From an Indian parable dated from before 500 BCE:
A group of blind men heard that a strange animal, called an elephant, had been brought to the town, but none of them were aware of its shape and form. Out of curiosity, they said: “We must inspect and know it by touch, of which we are capable.” So, they sought it out, and when they found it they groped about it. The first person, whose hand landed on the trunk, said, “This being is like a thick snake.” For another one whose hand reached its ear, it seemed like a kind of fan. As for another person, whose hand was upon its leg, said, the elephant is a pillar-like a tree-trunk. The blind man who placed his hand upon its side said the elephant “is a wall.” Another who felt its tail, described it as a rope. The last felt its tusk, stating the elephant is that which is hard, smooth, and like a spear.
Would it be more accurately described if a healthy elephant came to a hospital to see specialists today for inspection and palpation? The cardiologist might diagnose bradycardia and a displaced point of maximal impulse. Dermatology might worry about dry skin and diagnose sun damage. ENT might cover their ears at the trumpeting and examine its cavernous sinuses. Ophthalmology would find terrible depth perception. GI might grade its stool. But would diagnosing an elephant with poor depth perception, at risk for melanoma, and bradycardia come close to describing an elephant? Sometimes, each specialty silo sees only its own limited landscape. Like the blind men in the parable, our divided system would see many different “elephants,” not one unified animal.
What if the elephant was sick? Would our siloed specialist system work better on a sick animal? What if the gastroenterologist saw diarrhea and vomiting, the hematologist diagnosed liver injury, and the neurologist saw seizure-like activity? Who is the overall vet or “elephantologist” who pulls it all together and sees an elephant with aflatoxicosis from peanuts? Perhaps no one would put it all together because the diagnosis is uncommon and multi-system and therefore crosses multiple specialties.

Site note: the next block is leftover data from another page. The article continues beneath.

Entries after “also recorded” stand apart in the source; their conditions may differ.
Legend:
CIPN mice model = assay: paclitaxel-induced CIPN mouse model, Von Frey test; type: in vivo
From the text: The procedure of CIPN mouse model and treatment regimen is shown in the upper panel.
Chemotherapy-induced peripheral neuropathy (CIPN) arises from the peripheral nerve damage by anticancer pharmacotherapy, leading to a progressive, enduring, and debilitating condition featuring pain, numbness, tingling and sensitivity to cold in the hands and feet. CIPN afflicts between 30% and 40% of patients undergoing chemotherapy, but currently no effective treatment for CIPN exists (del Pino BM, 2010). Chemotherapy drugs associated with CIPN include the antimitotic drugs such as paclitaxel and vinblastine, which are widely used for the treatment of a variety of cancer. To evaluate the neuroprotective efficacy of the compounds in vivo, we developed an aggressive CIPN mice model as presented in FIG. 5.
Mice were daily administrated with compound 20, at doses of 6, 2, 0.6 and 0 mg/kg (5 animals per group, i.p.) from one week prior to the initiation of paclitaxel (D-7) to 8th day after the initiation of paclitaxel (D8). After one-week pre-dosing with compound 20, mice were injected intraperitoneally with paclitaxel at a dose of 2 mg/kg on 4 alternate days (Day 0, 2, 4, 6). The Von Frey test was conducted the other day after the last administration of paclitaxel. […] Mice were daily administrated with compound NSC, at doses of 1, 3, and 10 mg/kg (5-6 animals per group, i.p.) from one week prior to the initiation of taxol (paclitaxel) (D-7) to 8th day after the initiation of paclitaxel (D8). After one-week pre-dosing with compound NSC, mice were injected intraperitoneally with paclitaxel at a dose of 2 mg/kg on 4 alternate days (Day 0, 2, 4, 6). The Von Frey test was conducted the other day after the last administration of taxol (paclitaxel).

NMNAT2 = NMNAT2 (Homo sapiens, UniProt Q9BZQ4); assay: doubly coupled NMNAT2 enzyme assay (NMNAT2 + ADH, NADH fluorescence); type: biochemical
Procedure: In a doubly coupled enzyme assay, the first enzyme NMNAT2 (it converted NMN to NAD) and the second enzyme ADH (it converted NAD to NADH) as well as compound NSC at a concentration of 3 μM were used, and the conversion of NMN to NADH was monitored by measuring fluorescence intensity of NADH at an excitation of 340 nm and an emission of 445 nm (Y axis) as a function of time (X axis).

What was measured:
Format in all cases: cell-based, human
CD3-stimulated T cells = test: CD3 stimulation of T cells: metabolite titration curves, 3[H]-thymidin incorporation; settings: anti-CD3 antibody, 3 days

Human patients with uncommon and multi-system illnesses can have similar problems getting a diagnosis as our elephant with aflatoxicosis. Rare diseases are notorious for taking years, or even decades, to diagnose. Patients with syndromes like dysautonomia and post-viral syndromes often end up with a long list of diagnoses from different specialties but no unifying diagnosis. Even uncommon autoimmune diseases repeatedly tested on board exams, like Addison’s and myasthenia gravis, often take years to get diagnosed. My dysautonomia from neuropathy took decades to diagnose, and my myasthenia gravis took two years. And much of that time, I was a physician with excellent insurance and access to care. I also had the confidence and persistence to not be dissuaded when it was suggested I was just anxious or out of shape. Once people’s elephants are diagnosed and named, doors open. Doctors no longer groan seeing a patient with a laundry list of complaints but see a person with an uncommon single diagnosis, and the patient then becomes intriguing. I saw this clearly myself in how I was treated by new physicians after my diagnosis. Getting a diagnosis is a transformative event for both patient and doctor alike.
I hear patients in patient groups saying they want a physician to look at all their symptoms and abnormal labs and put them together. Patients want to find their “elephantologist,” but these doctors are as scarce as unicorns. They are stuck in a meeting for not meeting RVU benchmarks and being chastised for having costs beyond what insurance will pay. I don’t blame my colleagues for not being able to be elephantologists or unicorns. I do think most want to help and do care. The insurance-based, fee-for-service, 15-minute visit system simply isn’t possible. Review of outside medical records is only minimally compensated. Long visits are not always appropriately compensated, and some hospital systems and employers do not permit follow-up visits longer than 15 minutes. Time spent researching a possible differential item or consulting peers is uncompensated. Time spent gathering patient data and summarizing for one of the few unicorn, rare disease diagnosing programs is uncompensated. If a doctor wants to get to the bottom of a complex patient’s illness, it may come from their “free time.” That “free time” comes at the expense of family time, sleeping time, or wellness time, so it isn’t free.
As mentioned briefly earlier, there are NIH rare diseases network clinics and a few independent undiagnosed clinics. They are so far and few between that they are inaccessible to the vast majority of the population. Having more doctors that do assessments of uncommon, or truly rare, multi-system illness as their main focus would have multiple benefits. First, PCPs, rheumatologists, neurologists, and others would have fewer “complex” undiagnosed patients in their 15-minute slots. When these patients end up with a too-short slot on these specialists’ schedules, often neither the physician nor the patient ends up happy at the conclusion of the visit. But if patients had an accurate diagnosis and their physicians knew the root of their illness and could treat it effectively, then the medical care costs would go down. The effect on patients of being diagnosed years earlier and having a shorter diagnostic odyssey is impossible to quantify. We need more elephantologists. And fewer silos.
Heather Finlay-Morreale is a pediatrician and can be reached on Twitter @FinlayMorreale.
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